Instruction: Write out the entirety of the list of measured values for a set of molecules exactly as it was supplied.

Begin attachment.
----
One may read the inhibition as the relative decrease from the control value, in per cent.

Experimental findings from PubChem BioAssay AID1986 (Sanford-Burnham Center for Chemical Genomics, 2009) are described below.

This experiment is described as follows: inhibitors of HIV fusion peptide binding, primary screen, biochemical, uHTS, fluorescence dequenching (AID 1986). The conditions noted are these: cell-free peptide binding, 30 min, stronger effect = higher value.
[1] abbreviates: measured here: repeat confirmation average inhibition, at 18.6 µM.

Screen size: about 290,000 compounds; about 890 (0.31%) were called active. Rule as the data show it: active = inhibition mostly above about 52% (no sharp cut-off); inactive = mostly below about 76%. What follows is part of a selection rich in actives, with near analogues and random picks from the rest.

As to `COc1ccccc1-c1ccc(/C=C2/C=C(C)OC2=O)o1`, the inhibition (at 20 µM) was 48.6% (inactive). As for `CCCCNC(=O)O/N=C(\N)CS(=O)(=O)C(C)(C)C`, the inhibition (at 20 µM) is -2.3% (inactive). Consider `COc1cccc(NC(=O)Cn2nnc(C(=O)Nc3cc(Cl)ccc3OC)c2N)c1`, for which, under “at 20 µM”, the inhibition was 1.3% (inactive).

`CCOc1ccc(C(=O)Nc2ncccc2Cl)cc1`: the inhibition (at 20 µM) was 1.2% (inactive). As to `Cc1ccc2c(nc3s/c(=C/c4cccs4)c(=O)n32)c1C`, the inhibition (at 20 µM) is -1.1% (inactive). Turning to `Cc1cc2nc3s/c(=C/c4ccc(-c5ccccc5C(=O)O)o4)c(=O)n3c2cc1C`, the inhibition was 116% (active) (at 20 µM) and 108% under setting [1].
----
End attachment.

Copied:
One may read the inhibition as the relative decrease from the control value, in per cent.

Experimental findings from PubChem BioAssay AID1986 (Sanford-Burnham Center for Chemical Genomics, 2009) are described below.

This experiment is described as follows: inhibitors of HIV fusion peptide binding, primary screen, biochemical, uHTS, fluorescence dequenching (AID 1986). The conditions noted are these: cell-free peptide binding, 30 min, stronger effect = higher value.
[1] abbreviates: measured here: repeat confirmation average inhibition, at 18.6 µM.

Screen size: about 290,000 compounds; about 890 (0.31%) were called active. Rule as the data show it: active = inhibition mostly above about 52% (no sharp cut-off); inactive = mostly below about 76%. What follows is part of a selection rich in actives, with near analogues and random picks from the rest.

As to `COc1ccccc1-c1ccc(/C=C2/C=C(C)OC2=O)o1`, the inhibition (at 20 µM) was 48.6% (inactive). As for `CCCCNC(=O)O/N=C(\N)CS(=O)(=O)C(C)(C)C`, the inhibition (at 20 µM) is -2.3% (inactive). Consider `COc1cccc(NC(=O)Cn2nnc(C(=O)Nc3cc(Cl)ccc3OC)c2N)c1`, for which, under “at 20 µM”, the inhibition was 1.3% (inactive).

`CCOc1ccc(C(=O)Nc2ncccc2Cl)cc1`: the inhibition (at 20 µM) was 1.2% (inactive). As to `Cc1ccc2c(nc3s/c(=C/c4cccs4)c(=O)n32)c1C`, the inhibition (at 20 µM) is -1.1% (inactive). Turning to `Cc1cc2nc3s/c(=C/c4ccc(-c5ccccc5C(=O)O)o4)c(=O)n3c2cc1C`, the inhibition was 116% (active) (at 20 µM) and 108% under setting [1].